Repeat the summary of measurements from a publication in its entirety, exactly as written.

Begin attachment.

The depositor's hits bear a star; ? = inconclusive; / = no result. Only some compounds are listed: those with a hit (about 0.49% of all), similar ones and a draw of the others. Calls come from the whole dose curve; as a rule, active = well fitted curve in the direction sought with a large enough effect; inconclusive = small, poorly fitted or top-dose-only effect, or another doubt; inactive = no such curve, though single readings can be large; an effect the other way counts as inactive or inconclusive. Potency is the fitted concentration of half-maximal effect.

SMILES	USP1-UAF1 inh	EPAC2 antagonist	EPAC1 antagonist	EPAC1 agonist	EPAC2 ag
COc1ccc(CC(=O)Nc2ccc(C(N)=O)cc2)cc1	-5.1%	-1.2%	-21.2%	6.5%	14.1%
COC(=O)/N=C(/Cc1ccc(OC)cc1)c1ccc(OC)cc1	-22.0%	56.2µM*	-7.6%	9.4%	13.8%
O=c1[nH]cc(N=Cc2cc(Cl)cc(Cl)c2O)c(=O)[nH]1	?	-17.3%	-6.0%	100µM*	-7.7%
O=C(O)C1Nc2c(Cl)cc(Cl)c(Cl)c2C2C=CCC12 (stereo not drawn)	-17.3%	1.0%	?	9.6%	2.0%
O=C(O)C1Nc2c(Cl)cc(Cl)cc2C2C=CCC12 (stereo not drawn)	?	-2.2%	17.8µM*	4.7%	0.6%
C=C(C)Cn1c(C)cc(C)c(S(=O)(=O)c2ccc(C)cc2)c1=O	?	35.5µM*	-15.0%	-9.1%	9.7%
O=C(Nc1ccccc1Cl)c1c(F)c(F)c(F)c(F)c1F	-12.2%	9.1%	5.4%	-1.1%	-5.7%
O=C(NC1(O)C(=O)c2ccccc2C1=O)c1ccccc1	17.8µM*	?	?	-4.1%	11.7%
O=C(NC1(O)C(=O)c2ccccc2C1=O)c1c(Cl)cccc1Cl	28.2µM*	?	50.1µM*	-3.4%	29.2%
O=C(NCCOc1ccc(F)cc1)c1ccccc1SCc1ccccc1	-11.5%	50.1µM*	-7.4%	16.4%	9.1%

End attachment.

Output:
The depositor's hits bear a star; ? = inconclusive; / = no result. Only some compounds are listed: those with a hit (about 0.49% of all), similar ones and a draw of the others. Calls come from the whole dose curve; as a rule, active = well fitted curve in the direction sought with a large enough effect; inconclusive = small, poorly fitted or top-dose-only effect, or another doubt; inactive = no such curve, though single readings can be large; an effect the other way counts as inactive or inconclusive. Potency is the fitted concentration of half-maximal effect.

SMILES	USP1-UAF1 inh	EPAC2 antagonist	EPAC1 antagonist	EPAC1 agonist	EPAC2 ag
COc1ccc(CC(=O)Nc2ccc(C(N)=O)cc2)cc1	-5.1%	-1.2%	-21.2%	6.5%	14.1%
COC(=O)/N=C(/Cc1ccc(OC)cc1)c1ccc(OC)cc1	-22.0%	56.2µM*	-7.6%	9.4%	13.8%
O=c1[nH]cc(N=Cc2cc(Cl)cc(Cl)c2O)c(=O)[nH]1	?	-17.3%	-6.0%	100µM*	-7.7%
O=C(O)C1Nc2c(Cl)cc(Cl)c(Cl)c2C2C=CCC12 (stereo not drawn)	-17.3%	1.0%	?	9.6%	2.0%
O=C(O)C1Nc2c(Cl)cc(Cl)cc2C2C=CCC12 (stereo not drawn)	?	-2.2%	17.8µM*	4.7%	0.6%
C=C(C)Cn1c(C)cc(C)c(S(=O)(=O)c2ccc(C)cc2)c1=O	?	35.5µM*	-15.0%	-9.1%	9.7%
O=C(Nc1ccccc1Cl)c1c(F)c(F)c(F)c(F)c1F	-12.2%	9.1%	5.4%	-1.1%	-5.7%
O=C(NC1(O)C(=O)c2ccccc2C1=O)c1ccccc1	17.8µM*	?	?	-4.1%	11.7%
O=C(NC1(O)C(=O)c2ccccc2C1=O)c1c(Cl)cccc1Cl	28.2µM*	?	50.1µM*	-3.4%	29.2%
O=C(NCCOc1ccc(F)cc1)c1ccccc1SCc1ccccc1	-11.5%	50.1µM*	-7.4%	16.4%	9.1%